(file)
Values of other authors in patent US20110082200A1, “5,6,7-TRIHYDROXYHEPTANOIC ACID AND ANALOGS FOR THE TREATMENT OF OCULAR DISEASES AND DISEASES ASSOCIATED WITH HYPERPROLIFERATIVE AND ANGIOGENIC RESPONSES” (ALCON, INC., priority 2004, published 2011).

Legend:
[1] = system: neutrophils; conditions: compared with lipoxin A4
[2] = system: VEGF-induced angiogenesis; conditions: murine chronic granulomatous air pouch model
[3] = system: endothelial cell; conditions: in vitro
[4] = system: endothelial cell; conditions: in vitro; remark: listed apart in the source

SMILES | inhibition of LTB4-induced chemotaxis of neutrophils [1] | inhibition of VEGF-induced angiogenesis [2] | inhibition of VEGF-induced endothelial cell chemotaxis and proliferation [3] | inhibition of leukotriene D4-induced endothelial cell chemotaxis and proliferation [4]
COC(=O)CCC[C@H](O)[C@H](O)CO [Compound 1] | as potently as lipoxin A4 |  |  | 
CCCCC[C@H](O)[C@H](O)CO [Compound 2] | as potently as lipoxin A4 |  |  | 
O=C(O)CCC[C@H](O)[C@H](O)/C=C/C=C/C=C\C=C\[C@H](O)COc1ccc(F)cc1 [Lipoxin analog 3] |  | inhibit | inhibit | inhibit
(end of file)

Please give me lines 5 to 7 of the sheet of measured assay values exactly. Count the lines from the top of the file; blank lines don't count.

[3] = system: endothelial cell; conditions: in vitro
[4] = system: endothelial cell; conditions: in vitro; remark: listed apart in the source

SMILES | inhibition of LTB4-induced chemotaxis of neutrophils [1] | inhibition of VEGF-induced angiogenesis [2] | inhibition of VEGF-induced endothelial cell chemotaxis and proliferation [3] | inhibition of leukotriene D4-induced endothelial cell chemotaxis and proliferation [4]